Unlike private police or hybrid police, public police are available to all segments of society and will respond to calls no matter where they originate. Police often have a strong presence in urban pockets of poor or disadvantaged citizens (Johnston, 1992). The ability of disadvantaged citizens to pay for private security is limited, and if they were not served by public police, their communities would be under-policed or policed by volunteer organizations.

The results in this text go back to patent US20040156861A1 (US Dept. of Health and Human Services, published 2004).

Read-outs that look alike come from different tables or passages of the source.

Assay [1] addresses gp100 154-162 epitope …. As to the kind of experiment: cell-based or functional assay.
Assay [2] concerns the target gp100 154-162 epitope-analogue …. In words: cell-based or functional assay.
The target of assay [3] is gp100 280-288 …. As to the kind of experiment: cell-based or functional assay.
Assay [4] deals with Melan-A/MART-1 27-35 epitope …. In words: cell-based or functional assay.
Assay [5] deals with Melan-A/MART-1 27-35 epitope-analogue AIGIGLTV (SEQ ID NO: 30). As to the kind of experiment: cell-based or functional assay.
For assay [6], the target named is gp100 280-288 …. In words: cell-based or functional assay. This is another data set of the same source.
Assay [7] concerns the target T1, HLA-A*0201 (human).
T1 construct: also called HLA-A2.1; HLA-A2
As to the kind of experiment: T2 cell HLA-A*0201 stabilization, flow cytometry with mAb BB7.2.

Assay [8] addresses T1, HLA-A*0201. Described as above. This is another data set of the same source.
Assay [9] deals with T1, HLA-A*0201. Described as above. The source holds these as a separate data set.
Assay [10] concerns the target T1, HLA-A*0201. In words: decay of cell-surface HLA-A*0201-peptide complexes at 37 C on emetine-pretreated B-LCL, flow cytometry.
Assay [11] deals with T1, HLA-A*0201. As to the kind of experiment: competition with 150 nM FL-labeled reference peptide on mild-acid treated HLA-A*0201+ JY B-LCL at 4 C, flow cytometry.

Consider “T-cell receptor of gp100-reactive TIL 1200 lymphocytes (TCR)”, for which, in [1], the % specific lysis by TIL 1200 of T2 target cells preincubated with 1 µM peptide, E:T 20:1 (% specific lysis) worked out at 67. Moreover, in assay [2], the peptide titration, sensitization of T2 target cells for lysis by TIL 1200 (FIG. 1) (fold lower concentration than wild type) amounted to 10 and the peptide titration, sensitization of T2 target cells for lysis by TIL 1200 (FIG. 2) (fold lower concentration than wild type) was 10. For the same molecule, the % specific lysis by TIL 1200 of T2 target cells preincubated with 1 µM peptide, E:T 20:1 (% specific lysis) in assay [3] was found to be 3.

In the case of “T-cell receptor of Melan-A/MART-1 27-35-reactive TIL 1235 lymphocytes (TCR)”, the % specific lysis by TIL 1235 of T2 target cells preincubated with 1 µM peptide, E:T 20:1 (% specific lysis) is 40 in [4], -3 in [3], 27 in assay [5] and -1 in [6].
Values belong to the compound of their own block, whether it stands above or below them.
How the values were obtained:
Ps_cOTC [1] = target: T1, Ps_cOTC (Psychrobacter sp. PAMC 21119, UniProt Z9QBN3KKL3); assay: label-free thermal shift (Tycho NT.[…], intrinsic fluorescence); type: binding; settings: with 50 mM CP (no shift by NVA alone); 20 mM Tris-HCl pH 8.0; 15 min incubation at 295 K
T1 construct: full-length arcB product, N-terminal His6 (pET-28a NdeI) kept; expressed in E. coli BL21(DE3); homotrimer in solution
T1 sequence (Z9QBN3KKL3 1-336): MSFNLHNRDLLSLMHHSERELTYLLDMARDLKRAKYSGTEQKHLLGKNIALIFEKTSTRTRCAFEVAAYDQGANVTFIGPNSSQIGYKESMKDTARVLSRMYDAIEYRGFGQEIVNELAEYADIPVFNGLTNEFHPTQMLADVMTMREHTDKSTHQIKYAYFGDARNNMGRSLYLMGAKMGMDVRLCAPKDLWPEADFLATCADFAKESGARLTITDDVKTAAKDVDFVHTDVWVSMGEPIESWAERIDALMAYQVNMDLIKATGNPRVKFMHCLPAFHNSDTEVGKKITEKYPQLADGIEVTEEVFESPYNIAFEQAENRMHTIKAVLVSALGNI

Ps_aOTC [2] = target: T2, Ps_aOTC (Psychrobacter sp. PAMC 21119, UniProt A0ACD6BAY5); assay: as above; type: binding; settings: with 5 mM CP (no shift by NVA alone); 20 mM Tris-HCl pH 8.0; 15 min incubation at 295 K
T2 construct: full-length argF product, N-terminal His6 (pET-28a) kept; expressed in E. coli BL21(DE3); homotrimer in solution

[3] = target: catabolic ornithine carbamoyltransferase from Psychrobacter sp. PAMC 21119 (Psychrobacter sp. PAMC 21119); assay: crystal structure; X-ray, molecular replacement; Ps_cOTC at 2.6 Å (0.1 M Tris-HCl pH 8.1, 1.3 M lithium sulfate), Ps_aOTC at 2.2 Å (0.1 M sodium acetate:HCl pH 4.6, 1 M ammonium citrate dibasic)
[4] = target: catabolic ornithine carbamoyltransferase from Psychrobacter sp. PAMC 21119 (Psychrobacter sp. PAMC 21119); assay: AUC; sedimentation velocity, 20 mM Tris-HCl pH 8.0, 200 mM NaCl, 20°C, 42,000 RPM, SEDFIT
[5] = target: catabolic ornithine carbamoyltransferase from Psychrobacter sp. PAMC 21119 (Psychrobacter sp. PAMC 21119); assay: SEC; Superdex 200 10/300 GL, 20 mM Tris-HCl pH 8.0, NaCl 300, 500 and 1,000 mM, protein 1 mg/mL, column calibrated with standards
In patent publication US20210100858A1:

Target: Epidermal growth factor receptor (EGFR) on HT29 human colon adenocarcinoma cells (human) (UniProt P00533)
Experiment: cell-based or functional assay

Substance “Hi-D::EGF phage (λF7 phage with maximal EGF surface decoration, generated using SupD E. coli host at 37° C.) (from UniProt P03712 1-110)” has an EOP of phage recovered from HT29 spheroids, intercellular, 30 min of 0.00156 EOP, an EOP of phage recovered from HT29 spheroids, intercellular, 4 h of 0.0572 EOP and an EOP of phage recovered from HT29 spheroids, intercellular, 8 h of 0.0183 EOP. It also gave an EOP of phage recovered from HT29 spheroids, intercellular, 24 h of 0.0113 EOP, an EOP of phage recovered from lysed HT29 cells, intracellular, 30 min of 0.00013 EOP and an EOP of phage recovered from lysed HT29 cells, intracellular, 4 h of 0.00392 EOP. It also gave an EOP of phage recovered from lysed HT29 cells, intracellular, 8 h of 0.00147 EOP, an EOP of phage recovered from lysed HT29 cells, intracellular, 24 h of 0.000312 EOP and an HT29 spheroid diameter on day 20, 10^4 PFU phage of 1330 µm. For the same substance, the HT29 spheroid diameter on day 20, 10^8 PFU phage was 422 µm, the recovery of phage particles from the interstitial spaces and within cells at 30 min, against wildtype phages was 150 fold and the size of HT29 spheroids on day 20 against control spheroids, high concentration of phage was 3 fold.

To resolve this issue, Rothbard (1973) suggests that private police would be expected to voluntarily police these areas out of goodwill, ignoring the market costs and essentially providing welfare policing. He furthers his extreme libertarian argument by suggesting that those who don’t pay for security would not receive the service. Here, the poor and disadvantaged would be at the mercy of the goodwill of other private police companies and societies formed by police. Even without considering the earlier example of the Mapogo-a-mathaamaga, Rothbard’s perspective is problematic. He does not consider how unlikely it is for police officers to be convinced that they should volunteer a day of their time to police-disadvantaged areas or the likelihood of a company donating labour costs to police such areas. In addition, policing can be a risky occupation and to expect the private sector and volunteers to provide adequate policing for a specific area, at all hours, is unrealistic and certainly not possible for an extended time frame. Consequently, if private sector policing replaced the public police, the impact on underprivileged neighbourhoods would most likely be increased crime and violence, thus increasing the likelihood of the police using force.